I wouldn’t suggest to the students or faculty members of Moraine Valley Community College that they should bow or say “I’m not worthy” when they pass sophomore volleyball player Kara Kentner in the hallway.
But it might be appropriate.
Earlier this month, the national junior college rankings came out and she was second in the country in hitting with a .427 hitting percentage. And she was hitting .541 in conference play as well.
For those who don’t follow volleyball statistics, those are just numbers.
For those who do, those are numbers that could make you want to bow or say “I’m not worthy” when you are in her presence.
See, hitting stats in volleyball are rougher than baseball hitting numbers.
In baseball, you get credit for a hit and no credit for an out. If you get a hit and then strike out and ground out, you are 1-for-3 and are hitting .333.
In volleyball, you get credit for a hit. You get no credit for a ball that you hit but gets returned. It’s similar to baseball. But in volleyball, you also get penalized for a hitting error such as bashing the ball out of bounds, hitting it into the net or into a successful defensive block.
Thus, you can hit the ball into the net, have one returned and then get the match-winning kill and be carried off the court as a hero, but your hitting percentage is .000.
I compare these stats with baseball stats.
In major league baseball, just 28 players have hit .400 or better and no one has done it since 1941. Legends such as Ty Cobb, Ted Williams and Joe Jackson have done it.
But imagine if the criteria was more like volleyball…
Back in 1894, Boston’s Hugh Duffy set the all-time major league record for hitting with a .440 average. It’s a record that stands today and it’s unlikely that it will ever be broken unless some really wonderful miracle steroid is invented.
He was 237-for-519. Back then, the stat of grounding into double plays was not kept but strikeouts were. He had 30. So subtracting 30 from his 237, he was 207-for-539, which is .384. That’s still pretty good, but no .400.
For those who think volleyball stats and baseball stats are apples and oranges, let’s go with the Joe Smalzer argument.
Smalzer is a former Marist volleyball star from Palos Heights who is now playing for Loyola. He is a 6-foot-8 hitting machine who was named first-team All-America as a junior last year. He had 430 kills in 32 matches for 11.2 kills per matchto help the Ramblers reach the NCAA Final Four.
This kid is really good.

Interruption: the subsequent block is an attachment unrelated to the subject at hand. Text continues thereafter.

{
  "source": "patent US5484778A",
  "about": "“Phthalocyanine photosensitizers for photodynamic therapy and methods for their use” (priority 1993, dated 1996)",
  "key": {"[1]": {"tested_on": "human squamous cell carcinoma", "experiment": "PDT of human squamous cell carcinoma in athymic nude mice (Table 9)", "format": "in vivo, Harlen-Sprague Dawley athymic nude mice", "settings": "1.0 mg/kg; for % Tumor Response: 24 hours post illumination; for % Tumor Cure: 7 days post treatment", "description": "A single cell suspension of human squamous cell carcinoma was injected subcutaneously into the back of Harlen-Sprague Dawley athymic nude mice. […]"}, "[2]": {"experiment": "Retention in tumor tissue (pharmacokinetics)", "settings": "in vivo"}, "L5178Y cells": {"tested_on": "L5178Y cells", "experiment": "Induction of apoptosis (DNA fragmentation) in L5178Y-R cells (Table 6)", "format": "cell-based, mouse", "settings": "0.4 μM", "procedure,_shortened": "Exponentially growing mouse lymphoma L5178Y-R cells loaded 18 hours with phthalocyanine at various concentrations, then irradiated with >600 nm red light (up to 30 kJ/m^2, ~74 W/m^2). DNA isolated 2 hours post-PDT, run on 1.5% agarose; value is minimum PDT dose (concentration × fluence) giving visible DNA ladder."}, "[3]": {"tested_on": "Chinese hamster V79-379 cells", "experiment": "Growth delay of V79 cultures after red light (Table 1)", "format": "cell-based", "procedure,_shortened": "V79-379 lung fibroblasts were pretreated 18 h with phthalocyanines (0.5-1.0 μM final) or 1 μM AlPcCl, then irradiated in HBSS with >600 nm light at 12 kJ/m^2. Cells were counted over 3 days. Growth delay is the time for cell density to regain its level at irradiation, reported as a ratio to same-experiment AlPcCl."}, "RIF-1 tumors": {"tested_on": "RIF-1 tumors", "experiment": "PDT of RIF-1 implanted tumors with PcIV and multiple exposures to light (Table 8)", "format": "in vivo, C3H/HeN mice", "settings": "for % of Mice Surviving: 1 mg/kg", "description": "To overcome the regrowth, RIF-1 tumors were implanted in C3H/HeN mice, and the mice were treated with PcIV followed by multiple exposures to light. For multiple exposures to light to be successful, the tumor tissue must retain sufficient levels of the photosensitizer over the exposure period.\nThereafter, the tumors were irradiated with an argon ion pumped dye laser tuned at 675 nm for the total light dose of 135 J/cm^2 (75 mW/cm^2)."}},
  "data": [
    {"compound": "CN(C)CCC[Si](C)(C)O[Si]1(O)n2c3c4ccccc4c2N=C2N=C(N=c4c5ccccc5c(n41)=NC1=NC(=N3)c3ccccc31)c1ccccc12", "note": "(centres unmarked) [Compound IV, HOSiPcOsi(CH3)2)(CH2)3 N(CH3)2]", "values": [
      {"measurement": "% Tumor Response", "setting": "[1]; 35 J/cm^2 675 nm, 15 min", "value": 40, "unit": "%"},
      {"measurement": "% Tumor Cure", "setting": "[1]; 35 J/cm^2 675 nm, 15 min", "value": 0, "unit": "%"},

But this first-team All-America stud had just a .261 hitting percentage because he made 188 hitting errors. And the Final Four Ramblers had a .291 hitting percentage at a team while opponents were held to .231.
So if one of the best volleyball players in the nation has that low of a hitting percentage, it makes me appreciate Kentner’s accomplishments even more. The Sandburg High School graduate had 316 kills in 657 attempts and just 40 errors a few weeks ago.
So, if anyone sees Kentner, you don’t need to bow.
But a high-five might be in order.
Supper with the Snakes
My favorite excerpt from a press release this week comes from out of the area, but still made me sssssssnicker:
“October is a spook-tacular month at the Peggy Notebaert Nature Museum with a plentiful Halloween program schedule catering to guests of all ages. Young Frankensteins are invited to paint a pumpkin and get up close and personal with some of the ssssssslithery members of the Museum’s Living Collections for its popular dinner party, Supper with the Snakes.
Guests are encouraged to show off their Halloween costumes while enjoying asssssscrupmptious pizza dinner. Following dinner, the Museum’s biologists will introduce the evening’s guests of honor, their slithering counterparts. Attendees will have the chance to get up close and personal with more than eight species of native and exotic snakes and enjoy a variety of sssssseriously fun activities, including a relay, scavenger hunt, crafts and more. Plus, the Museum’s newest exhibit, Animal Secrets, will be open where kids can see more of the Museum’s slithering residents.”
The dinner is from 5:30 p.m. to 7:30 p.m. Saturday at the Museum, 2430 N Cannon Drive in Chicago. The cosssssssst is $20 for non-members and $10 for children over 3.